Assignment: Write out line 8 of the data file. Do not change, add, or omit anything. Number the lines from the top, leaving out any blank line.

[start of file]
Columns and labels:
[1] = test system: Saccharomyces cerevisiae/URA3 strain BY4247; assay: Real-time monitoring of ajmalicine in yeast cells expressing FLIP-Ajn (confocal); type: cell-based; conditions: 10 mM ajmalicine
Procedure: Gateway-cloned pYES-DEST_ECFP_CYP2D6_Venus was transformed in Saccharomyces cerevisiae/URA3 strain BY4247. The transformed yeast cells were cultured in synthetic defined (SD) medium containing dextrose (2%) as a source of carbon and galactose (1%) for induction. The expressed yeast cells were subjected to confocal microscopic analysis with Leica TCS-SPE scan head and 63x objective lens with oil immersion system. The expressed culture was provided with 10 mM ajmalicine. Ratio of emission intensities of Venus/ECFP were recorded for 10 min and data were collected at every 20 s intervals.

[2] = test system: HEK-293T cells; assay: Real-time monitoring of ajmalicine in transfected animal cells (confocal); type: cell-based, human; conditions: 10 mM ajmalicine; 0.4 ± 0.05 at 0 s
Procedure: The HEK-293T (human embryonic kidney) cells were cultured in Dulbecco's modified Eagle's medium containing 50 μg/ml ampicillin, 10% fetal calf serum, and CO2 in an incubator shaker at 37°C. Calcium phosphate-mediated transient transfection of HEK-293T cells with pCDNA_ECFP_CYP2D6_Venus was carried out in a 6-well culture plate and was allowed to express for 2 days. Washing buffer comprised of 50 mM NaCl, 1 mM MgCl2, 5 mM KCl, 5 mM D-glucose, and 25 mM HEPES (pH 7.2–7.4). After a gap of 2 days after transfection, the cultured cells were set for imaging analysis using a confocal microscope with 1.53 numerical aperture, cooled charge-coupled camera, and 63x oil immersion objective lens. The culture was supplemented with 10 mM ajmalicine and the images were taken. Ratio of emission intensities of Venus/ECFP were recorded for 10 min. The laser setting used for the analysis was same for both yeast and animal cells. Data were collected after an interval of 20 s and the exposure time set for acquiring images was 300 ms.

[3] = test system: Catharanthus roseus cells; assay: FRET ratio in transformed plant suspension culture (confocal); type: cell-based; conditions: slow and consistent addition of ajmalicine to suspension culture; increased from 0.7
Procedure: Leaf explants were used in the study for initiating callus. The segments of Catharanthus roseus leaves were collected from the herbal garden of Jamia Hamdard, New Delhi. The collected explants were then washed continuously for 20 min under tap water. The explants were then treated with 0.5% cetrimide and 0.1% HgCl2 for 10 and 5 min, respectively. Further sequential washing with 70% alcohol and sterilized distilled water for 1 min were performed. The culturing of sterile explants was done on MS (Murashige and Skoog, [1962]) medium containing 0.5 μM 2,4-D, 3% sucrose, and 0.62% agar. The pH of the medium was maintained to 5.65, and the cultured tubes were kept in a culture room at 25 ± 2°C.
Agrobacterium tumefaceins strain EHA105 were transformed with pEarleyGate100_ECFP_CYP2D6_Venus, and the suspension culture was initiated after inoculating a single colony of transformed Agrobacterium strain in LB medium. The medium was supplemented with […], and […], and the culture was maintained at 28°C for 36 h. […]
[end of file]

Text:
Agrobacterium tumefaceins strain EHA105 were transformed with pEarleyGate100_ECFP_CYP2D6_Venus, and the suspension culture was initiated after inoculating a single colony of transformed Agrobacterium strain in LB medium. The medium was supplemented with […], and […], and the culture was maintained at 28°C for 36 h. […]